6. I think a common issue for many pastors is a sense of entitlement.  This shows up in various ways… from "I’ll take this ream of paper home for my kids project (since I’ve spent so much time away from home and the church owes me)" to "I’ll steal an extra hug from this attractive woman (since I’ve been ministering to her and can get away with it)." 
    I wonder if this is where King David went wrong… and then Nathan slapped him on the hands in loving rebuke.

  7. Jim,
    I really like your idea. Perhaps you could invite ministers to propose topics of discussion for this blog. When you and I met a couple of weeks ago, you let me ask pretty much whatever I wanted to ask. That was helpful to me.
    Another idea…guest bloggers. You’ve got connections. You could ask Lynn Anderson, or Grady King, or Randy Harris…to address certain topics.
    I appreciate you for thinking about the needs of other ministers. Thanks.

  8. Jim, I think the kinds of topics already shared in other comments are the ones I have been thinking of. 
    I am wondering if there is a way to provide some "how to" resources for ministers. Drawing from your experience and contacts could you assemble some names of people or places who specialize in specific areas.  Perhaps a person or facility to point someone to if they are struggling with intense sexual addictions; a group if they are struggling with internet pornography; a monastery or hermitage for developing the practice of silence and solitude; names of spiritual directors to walk alongside us in our faith journey etc etc…
    I think one of the dirtiest little secrets in ministry is how many of its practioners have such weak and struggling inner lives. But, who do you confess that to?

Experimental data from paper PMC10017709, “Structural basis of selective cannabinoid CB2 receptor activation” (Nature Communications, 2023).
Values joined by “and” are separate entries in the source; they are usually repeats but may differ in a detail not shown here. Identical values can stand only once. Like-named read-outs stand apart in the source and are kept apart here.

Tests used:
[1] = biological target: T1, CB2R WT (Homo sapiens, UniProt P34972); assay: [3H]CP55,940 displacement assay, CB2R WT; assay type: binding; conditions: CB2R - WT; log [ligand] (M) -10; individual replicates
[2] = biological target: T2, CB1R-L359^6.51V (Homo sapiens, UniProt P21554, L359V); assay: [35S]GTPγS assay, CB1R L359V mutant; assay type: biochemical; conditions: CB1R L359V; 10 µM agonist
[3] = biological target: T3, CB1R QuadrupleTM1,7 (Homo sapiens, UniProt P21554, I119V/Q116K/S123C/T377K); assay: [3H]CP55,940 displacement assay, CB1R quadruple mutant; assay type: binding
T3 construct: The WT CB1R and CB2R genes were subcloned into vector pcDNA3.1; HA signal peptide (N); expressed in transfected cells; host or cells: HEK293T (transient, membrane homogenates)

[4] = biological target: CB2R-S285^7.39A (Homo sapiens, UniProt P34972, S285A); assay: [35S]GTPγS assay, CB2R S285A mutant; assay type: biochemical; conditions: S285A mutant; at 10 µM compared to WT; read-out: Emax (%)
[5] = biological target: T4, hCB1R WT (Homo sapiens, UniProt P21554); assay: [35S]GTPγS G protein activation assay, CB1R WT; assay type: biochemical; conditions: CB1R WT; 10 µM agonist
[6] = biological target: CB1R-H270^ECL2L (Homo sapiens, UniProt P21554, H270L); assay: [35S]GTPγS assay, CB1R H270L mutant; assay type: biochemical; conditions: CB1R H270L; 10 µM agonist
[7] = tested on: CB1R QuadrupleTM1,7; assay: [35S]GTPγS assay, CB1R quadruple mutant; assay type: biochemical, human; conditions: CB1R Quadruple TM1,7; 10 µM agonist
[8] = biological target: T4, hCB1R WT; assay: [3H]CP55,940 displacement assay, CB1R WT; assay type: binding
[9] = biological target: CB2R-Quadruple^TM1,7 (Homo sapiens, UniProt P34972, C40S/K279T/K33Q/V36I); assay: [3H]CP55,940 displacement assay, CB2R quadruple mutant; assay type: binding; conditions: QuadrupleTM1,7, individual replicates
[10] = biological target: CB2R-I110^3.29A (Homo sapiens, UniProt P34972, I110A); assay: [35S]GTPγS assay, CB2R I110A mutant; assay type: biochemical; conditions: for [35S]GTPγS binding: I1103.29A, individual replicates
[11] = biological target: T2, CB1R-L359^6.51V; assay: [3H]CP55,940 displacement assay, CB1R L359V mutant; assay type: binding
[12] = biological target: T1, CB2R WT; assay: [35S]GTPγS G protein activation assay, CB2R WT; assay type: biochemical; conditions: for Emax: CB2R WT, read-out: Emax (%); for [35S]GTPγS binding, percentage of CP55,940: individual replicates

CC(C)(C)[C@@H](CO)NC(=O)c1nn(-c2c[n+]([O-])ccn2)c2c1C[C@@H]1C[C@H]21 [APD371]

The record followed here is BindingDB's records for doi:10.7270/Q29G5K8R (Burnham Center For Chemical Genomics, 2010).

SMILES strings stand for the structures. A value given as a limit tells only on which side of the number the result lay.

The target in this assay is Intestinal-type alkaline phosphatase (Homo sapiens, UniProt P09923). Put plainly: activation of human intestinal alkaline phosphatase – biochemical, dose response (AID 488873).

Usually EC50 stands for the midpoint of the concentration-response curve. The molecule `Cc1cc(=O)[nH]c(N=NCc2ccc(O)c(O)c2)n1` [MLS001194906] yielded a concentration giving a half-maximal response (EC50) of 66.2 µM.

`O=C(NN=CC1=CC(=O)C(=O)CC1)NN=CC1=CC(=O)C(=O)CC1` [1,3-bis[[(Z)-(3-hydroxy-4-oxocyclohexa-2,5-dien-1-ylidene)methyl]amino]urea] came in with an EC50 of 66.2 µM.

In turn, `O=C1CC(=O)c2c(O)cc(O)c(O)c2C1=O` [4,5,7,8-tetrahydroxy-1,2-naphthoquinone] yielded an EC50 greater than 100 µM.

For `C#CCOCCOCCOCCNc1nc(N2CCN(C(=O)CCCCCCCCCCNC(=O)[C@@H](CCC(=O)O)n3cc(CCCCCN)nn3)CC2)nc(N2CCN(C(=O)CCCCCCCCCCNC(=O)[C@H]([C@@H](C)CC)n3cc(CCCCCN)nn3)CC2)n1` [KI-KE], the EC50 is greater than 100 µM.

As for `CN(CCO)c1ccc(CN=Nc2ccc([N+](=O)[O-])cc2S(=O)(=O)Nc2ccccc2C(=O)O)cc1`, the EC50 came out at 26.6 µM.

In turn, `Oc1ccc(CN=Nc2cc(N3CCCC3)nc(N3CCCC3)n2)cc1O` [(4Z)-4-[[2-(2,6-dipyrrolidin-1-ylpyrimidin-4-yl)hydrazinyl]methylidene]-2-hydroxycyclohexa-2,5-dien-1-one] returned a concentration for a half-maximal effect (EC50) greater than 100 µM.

I would love to see some concrete, go to people or places listed.

  9. Hi Jim,  You’ve been doing this all along, just mixing it in with everything else, which I think is good because for some strange reason a lot of our lives and ministries seem separated and distanced from "the real world."  (Is this a misperception?)  Some of the best feedback you’ve had on this blog about preaching has come from those in the pews who listen to us, put up with us, encourage us, etc.  I hope they will read this extra page and continue to comment.  Thank you for continuing to put so much time, thought and effort into this blog. 

  10. Jim, Lots of good comments! I want to strongly echo what Wayne, Tony, and Arlene said! I’m not a Minister, but I am actively involved as a leader in men’s ministry. As I read the comments my heart goes out to the isolation many ministers feel in their official position. With that in mind I think a strong emphasis on the spiritual disciplines, with links to other sites etc. would be good. Along with that, support outlets for pornography addiction. We all know the reality that this is a huge struggle for men. Ministers are no different. On the contrary, the isolation they feel probably makes it worse, along with the fact that satan will have you in his crosshairs. Hope this helps! Mike, Rowlett, TX

  11. Jim, you have shown a real gift to articulate relevant thoughts in a blog.  I’m underqualified to advise you.  I’d be interested in having a place to read or comment about the times when I feel frustrated with the ‘process’ of ministry.  Things like learning the ‘rules’ of getting things done in local churches can be exhausting.  Equally exhausting are the times when we fall into traps of arguing and wasting time on some issues which aren’t all that important compared to sharing the gospel with those who aren’t saved, helping people get reconnected with the Spirit, or getting members involved in ministry of their own.  It would be good First Aid to read encouraging words that help me refocus on the importance and joy of ministry.  No matter what you decide to do…I’m sure it will be a blessing.

  12. Wayne,Two excellent suggestions!  What a blessing to have this kind of friendship/accountability with your friend—and to do this weekly!Thanks so much.

  13. Joe C.Thanks for your list of suggestions.  Very good.  I think that many ministers can appreciate these possibilities.  Thanks so much for taking the time to write this.